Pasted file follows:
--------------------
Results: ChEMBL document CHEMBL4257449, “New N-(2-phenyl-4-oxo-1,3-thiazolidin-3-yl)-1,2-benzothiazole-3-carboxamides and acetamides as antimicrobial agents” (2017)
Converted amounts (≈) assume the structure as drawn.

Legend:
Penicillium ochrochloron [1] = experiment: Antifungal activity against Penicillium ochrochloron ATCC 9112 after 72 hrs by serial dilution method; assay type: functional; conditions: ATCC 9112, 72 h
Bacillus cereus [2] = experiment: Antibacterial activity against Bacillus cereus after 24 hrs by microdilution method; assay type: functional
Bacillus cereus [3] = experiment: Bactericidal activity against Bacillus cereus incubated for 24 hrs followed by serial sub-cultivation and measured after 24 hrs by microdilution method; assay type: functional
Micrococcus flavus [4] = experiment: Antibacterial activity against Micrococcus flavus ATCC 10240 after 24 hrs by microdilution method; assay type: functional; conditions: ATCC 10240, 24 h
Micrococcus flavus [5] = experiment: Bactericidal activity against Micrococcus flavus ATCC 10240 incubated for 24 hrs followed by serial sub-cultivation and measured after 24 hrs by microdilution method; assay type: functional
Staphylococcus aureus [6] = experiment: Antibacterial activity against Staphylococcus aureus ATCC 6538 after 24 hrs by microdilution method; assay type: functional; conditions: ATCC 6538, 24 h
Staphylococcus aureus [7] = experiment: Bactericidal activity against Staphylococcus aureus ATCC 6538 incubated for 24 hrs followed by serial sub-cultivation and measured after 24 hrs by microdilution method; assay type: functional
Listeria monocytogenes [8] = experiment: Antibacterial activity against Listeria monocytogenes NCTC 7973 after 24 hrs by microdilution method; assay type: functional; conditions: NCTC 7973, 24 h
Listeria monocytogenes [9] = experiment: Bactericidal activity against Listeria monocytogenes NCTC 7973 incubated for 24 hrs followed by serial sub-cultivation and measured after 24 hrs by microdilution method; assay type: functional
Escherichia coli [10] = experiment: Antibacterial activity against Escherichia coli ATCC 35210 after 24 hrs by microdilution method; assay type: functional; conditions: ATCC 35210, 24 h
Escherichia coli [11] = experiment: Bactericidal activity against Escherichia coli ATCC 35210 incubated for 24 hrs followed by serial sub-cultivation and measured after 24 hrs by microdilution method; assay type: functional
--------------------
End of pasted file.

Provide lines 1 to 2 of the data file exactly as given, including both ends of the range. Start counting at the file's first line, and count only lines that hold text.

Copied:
Results: ChEMBL document CHEMBL4257449, “New N-(2-phenyl-4-oxo-1,3-thiazolidin-3-yl)-1,2-benzothiazole-3-carboxamides and acetamides as antimicrobial agents” (2017)
Converted amounts (≈) assume the structure as drawn.